German Chancellor Angela Merkel's government has reached a deal with carmakers to jointly spend €1.2 billion (S$1.8 billion) on incentives to boost sluggish electric car sales.
Buyers will be able to receive as much as €4,000 in rebates to help offset the higher price of an electric vehicle, Finance Minister Wolfgang Schauble said at a recent press conference in Berlin.
Purchasers of hybrid cars will get as much as €3,000 off the price. The industry will shoulder 50 per cent of the cost.
"The goal is to move forward as quickly as possible on electric vehicles," Mr Schauble told reporters, adding that the aim is to begin offering the incentives next month. "With this, we are giving an impetus."
The car industry, the country's biggest manufacturing sector based on revenue, sees incentives as a potential game changer due to the size of the German market, which accounts for nearly a quarter of all auto sales in Europe.
Chancellor Merkel, who hinted in February that she was ready to back subsidies to reach her goal of one million electric cars on German streets by 2020, sealed the agreement with automotive chief executive officers late on Tuesday after weeks of discussions over how to divide the funding. The industry originally offered to pay 25 per cent of the total.
Just more than 30,000 electric vehicles, which are more expensive than conventional models, have been sold in Germany. That is a tiny fraction of the more than three million cars bought each year in a country which has historically leaned on diesel technology to reduce emissions.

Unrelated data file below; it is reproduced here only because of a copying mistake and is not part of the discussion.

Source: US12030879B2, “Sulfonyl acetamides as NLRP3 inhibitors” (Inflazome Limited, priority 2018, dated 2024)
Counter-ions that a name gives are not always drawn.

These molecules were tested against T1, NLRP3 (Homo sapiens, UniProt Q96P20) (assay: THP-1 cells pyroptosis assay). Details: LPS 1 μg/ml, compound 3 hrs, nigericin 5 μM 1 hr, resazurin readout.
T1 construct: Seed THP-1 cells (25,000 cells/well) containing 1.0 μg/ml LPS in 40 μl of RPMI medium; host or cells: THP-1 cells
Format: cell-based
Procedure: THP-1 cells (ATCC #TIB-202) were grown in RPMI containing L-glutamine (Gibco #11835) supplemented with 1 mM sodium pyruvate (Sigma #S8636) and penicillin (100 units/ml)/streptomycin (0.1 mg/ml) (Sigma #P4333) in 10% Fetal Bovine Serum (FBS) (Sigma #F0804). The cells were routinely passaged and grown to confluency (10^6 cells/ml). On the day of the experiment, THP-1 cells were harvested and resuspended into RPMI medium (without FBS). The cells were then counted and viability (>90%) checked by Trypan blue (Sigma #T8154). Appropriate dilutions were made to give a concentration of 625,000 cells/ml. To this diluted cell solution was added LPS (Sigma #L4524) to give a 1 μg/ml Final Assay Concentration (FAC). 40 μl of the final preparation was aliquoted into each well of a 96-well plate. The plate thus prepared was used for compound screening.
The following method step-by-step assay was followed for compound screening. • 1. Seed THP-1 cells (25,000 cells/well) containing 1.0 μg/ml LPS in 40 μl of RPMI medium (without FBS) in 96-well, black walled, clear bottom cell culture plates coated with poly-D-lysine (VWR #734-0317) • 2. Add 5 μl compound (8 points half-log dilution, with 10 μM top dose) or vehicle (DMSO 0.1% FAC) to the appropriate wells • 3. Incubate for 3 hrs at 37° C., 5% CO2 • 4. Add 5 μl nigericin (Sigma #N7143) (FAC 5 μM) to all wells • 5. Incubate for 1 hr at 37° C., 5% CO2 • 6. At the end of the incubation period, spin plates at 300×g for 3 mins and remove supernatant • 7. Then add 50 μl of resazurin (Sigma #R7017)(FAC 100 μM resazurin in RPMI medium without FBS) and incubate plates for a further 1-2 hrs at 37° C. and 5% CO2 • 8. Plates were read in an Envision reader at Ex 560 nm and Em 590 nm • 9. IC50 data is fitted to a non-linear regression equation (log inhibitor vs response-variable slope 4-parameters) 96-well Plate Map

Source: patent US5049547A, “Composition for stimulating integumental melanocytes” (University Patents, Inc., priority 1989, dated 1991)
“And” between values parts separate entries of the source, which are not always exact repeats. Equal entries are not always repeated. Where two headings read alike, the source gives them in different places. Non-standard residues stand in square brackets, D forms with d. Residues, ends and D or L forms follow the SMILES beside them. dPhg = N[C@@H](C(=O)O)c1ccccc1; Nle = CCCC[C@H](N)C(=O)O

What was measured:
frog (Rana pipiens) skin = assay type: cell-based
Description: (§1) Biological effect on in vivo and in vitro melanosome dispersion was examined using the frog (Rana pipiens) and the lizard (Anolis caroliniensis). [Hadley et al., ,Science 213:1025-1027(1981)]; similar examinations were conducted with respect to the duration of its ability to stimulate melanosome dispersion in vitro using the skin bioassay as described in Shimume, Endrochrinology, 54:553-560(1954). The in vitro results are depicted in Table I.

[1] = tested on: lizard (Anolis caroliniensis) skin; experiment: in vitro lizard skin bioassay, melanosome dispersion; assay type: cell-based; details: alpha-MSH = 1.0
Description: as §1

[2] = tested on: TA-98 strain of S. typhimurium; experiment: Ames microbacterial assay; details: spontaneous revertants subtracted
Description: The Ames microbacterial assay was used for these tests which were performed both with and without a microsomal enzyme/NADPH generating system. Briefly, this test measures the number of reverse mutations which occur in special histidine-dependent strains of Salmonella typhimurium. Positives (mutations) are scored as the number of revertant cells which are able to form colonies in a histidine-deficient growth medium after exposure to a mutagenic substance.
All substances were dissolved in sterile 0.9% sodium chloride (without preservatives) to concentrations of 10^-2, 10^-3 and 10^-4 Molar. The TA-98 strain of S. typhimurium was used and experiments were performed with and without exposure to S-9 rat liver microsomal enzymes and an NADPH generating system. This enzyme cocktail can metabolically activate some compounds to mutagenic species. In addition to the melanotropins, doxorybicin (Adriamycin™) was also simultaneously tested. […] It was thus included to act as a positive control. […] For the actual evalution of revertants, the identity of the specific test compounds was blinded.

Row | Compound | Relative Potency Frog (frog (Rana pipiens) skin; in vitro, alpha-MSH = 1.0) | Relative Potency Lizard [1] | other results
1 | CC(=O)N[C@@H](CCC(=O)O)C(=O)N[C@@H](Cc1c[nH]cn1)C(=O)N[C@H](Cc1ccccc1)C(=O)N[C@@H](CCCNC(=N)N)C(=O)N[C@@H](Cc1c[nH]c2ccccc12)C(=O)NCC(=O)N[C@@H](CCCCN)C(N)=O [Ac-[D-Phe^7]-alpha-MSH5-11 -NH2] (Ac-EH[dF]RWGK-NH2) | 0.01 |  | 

Volkswagen, Daimler and BMW, along with their suppliers such as Continental, directly employed 790,000 people last year, with industry sales totalling €404 billion last year, according to the VDA German carmakers' association.
Production in Germany totalled 5.7 million cars last year, up 1.9 per cent, for models such as the Mercedes-Benz S-Class sedan made near Stuttgart and the Audi A3 sedan built in Ingolstadt.
Carmakers are "one of the key lead industries and it doesn't help if we leave it completely on its own" in global competition, Vice- Chancellor Sigmar Gabriel said at the Berlin event, comparing the electric car incentives to the subsidies European governments gave years ago to help build Airbus Group.
Car executives point to France, where the government last year started offering a €10,000 rebate to drivers trading in diesel-powered cars older than 14 years, and Norway as examples of how governments can aid in the development of the market for green technology.
In Norway, electric cars enjoy a plethora of perks. There is no value- added tax on purchases or a one- time fee imposed on regular cars. There is also free battery charging, free parking and an exemption from congestion charges.
On top of that, electric car owners are allowed to drive in bus lanes to avoid traffic.
In throwing her support behind the programme, the German chancellor is walking a tightrope within her governing bloc. While some - such as the head of the Bavarian sister party to her Christian Democratic Union, Mr Horst Seehofer - favour incentives to spur sales and create jobs, many others have expressed their opposition to such measures.